New analysis of prison diversion initiative shows 54 percent reduction in juvenile incarceration
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The state of Illinois has diverted thousands of youth from prison and onto the right path, while saving $60 million in incarceration costs, according to the 2012-2013 Redeploy Illinois annual report recently released by the Illinois Department of Human Services (IDHS).
“Redeploy Illinois’ success is proof that community-based services for juvenile offenders are not only the best tools we have to truly help rehabilitate delinquent youth, but they are also more cost effective,” said IDHS Secretary Michelle R.B. Saddler. “This program gives youth a second chance at becoming a contributing and law-abiding citizen of their respective communities. Beyond saving dollars, the program mends lives.”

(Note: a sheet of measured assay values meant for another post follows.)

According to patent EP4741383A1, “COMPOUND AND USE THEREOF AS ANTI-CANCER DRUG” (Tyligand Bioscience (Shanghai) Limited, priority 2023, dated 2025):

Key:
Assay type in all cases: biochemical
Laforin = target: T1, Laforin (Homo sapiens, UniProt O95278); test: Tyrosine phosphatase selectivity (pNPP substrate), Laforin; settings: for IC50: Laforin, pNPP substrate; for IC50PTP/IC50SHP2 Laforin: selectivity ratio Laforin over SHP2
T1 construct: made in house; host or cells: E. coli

In 2013, the average per capita cost to house a youth at the Illinois Department of Juvenile Justice (IDJJ) was $111,000, while the average annual cost to serve a youth in the Redeploy Illinois program was less than $7,000. IDJJ data reflect 238 fewer youth were committed from Redeploy Counties in 2012. Although 2013 IDJJ data are not yet available, this trend is expected to continue as Redeploy Counties served 352 youth in 2013.